Researchers at the University of Copenhagen, in collaboration with Seattle Biomedical Research Institute, the University of Oxford, NIMR Tanzania and Retrogenix LTD, have identified how malaria parasites growing inside red blood cells stick to the sides of blood vessels in severe cases of malaria. The discovery may advance the development of vaccines or drugs to combat severe malaria by stopping the parasites attaching to blood vessels.
Though researchers have known for over a century that red blood cells infected with malaria parasites can kill their host by sticking to the sides of blood vessels, the binding mechanism associated with the most lethal forms of malaria was unknown. Now, in a study published in Nature, the researchers show that the parasite binds a protein in blood vessel walls called endothelial protein C (EPCR), which is involved with regulating blood coagulation and the inflammatory response.
Malaria parasites grow in red blood cells and stick to the endothelial lining of blood vessels through a large family of parasite proteins called PfEMP1. This way, the parasite avoids being carried with the blood to the spleen, where it would otherwise be destroyed. One of the most aggressive forms of malaria parasite binds in brain blood vessels, causing a disease called cerebral malaria. In 2012, three groups of researchers, including the teams at the University of Copenhagen and Seattle Biomedical Research Institute, showed that a specific type of PfEMP1 protein was responsible for cerebral binding and other severe forms of malaria infection. However, until now, the receptor to which it binds remained unknown, and the next big question was to determine which receptors the infected red blood cells were binding to.
"The first big challenge was to generate a full-length PfEMP1 protein in the laboratory," says Assistant Professor Louise Turner at the University of Copenhagen. "Next, we utilized a new technology developed by Retrogenix LTD in the United Kingdom to examine which of over 2,500 human proteins this PfEMP1 protein could bind to." Of the 2,500 proteins screened, a receptor called endothelial protein C (EPCR) was the single solid hit.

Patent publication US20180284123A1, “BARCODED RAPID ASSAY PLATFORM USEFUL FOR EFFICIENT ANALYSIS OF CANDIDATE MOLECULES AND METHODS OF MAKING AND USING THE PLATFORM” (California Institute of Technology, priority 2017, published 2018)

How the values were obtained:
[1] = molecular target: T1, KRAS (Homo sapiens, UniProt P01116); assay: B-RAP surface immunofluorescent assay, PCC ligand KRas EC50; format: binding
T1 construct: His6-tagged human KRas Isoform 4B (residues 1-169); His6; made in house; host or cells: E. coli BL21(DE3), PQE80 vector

"A lot of work then went into confirming this binding in the lab and not least to show that parasites from non-immune children with severe malaria symptoms in Tanzania often bound EPCR," she continues.
"It was a true eureka moment," says Assistant Professor Thomas Lavstsen. "Under normal conditions, ECPR plays a crucial role in regulating blood clotting, inflammation, cell death and the permeability of blood vessels. The discovery that parasites bind and interfere with this receptor´s normal function may help us explain why severe symptoms of malaria develop."
Malaria parasites disrupt the important functions of blood vessels Severe malaria symptoms such as cerebral malaria often result in minor blood clots in the brain. One of our body´s responses to malaria infection is to produce inflammatory cytokines, but too much inflammation is dangerous, describes Professor Joseph Smith, from the Seattle Biomedical Research Institute. "ECPR and a factor in the blood called protein C act as a 'brake' on blood coagulation and endothelial cell inflammation and also enhance the viability and integrity of blood vessels, but when the malaria parasites use PfEMP1 to bind EPCR, they may interfere with the normal function of EPCR, and thus the binding can be the catalyst for the violent reaction," he explains.
"Investigating this question is the next step to learn about how malaria parasites cause disease."
Towards an intervention
The discovery that malaria parasites bind EPCR may advance vaccine and drug interventions to treat severe malaria. Dr. Matthew Higgins from the University of Oxford explains:
"Now that we know the pair of proteins involved, we can begin zooming further in to reveal the molecular details of how malaria parasites grab onto the sides of blood vessels. We want to know exactly which bits of the parasite protein are needed to bind to the receptor in the blood vessel wall. Then, we can aim to design vaccines or drugs to prevent this binding."
Vaccine research will also benefit immediately from the discovery, since scientists can already now test the effectiveness of different vaccine candidates at preventing PfEMP1 from binding ECPR. "Over the last decade, we have come to appreciate that specific PfEMP1 proteins are associated with different severe forms of malaria," explains Professor Thor Theander at the University of Copenhagen. "Together with The National Institute for Medical Research Tanzania, we are in the process of preparing phase I trials for a vaccine to prevent parasite binding in the placenta and malaria during pregnancy," he explains. This new discovery holds the potential for also developing a vaccine to reduce the heavy burden malaria disease inflicts on children. "It will be a long haul, but with these results, we can get started right away," he says.
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